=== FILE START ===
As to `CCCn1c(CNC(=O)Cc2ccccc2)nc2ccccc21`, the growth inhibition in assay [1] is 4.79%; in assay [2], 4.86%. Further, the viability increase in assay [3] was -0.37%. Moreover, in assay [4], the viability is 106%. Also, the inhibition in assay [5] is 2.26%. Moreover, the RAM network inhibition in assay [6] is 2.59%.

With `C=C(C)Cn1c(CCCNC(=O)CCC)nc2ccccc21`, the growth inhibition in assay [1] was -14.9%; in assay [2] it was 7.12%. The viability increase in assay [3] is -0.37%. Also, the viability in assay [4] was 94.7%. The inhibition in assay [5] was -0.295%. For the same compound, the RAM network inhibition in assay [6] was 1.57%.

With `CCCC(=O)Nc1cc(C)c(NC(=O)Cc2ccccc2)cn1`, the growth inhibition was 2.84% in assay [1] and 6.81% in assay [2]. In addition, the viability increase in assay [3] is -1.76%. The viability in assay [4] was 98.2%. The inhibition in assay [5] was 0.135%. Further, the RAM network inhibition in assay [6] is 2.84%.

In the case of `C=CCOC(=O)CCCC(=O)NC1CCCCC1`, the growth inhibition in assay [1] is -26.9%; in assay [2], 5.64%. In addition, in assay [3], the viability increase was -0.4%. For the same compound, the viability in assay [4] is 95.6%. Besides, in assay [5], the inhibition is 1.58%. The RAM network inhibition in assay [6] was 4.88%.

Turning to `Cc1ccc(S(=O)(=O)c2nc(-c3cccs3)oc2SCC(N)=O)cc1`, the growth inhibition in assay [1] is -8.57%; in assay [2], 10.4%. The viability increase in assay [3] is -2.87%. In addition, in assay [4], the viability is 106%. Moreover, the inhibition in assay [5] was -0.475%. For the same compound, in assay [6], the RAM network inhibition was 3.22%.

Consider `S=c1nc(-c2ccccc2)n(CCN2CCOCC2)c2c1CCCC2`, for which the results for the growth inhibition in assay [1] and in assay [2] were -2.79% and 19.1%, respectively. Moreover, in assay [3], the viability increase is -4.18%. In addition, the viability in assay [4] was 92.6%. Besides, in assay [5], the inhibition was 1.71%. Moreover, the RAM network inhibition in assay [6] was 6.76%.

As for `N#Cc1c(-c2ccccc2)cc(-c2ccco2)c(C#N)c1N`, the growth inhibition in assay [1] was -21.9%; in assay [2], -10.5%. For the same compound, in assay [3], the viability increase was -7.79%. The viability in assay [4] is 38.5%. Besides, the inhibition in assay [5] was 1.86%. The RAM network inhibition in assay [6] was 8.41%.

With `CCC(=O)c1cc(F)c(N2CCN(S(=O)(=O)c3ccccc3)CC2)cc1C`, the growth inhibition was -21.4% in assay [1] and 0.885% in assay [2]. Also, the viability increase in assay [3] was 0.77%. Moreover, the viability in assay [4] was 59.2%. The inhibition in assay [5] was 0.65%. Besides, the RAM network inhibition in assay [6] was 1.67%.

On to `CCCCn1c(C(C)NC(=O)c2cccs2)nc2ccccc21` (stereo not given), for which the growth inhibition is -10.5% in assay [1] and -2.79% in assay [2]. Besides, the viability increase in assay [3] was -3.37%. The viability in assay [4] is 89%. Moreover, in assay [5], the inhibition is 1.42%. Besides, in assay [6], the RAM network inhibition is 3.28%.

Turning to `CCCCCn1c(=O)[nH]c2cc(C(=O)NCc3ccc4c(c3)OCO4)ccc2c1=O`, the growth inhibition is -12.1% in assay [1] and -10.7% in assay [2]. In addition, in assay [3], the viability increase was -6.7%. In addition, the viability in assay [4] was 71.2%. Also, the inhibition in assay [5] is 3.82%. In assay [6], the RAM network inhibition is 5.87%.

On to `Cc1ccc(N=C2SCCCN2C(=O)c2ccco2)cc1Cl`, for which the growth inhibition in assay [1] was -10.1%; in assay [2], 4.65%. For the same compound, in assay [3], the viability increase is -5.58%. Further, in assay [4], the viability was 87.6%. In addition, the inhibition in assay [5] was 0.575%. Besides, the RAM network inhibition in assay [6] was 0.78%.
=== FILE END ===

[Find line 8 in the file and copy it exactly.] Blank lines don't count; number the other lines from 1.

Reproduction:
With `CCC(=O)c1cc(F)c(N2CCN(S(=O)(=O)c3ccccc3)CC2)cc1C`, the growth inhibition was -21.4% in assay [1] and 0.885% in assay [2]. Also, the viability increase in assay [3] was 0.77%. Moreover, the viability in assay [4] was 59.2%. The inhibition in assay [5] was 0.65%. Besides, the RAM network inhibition in assay [6] was 1.67%.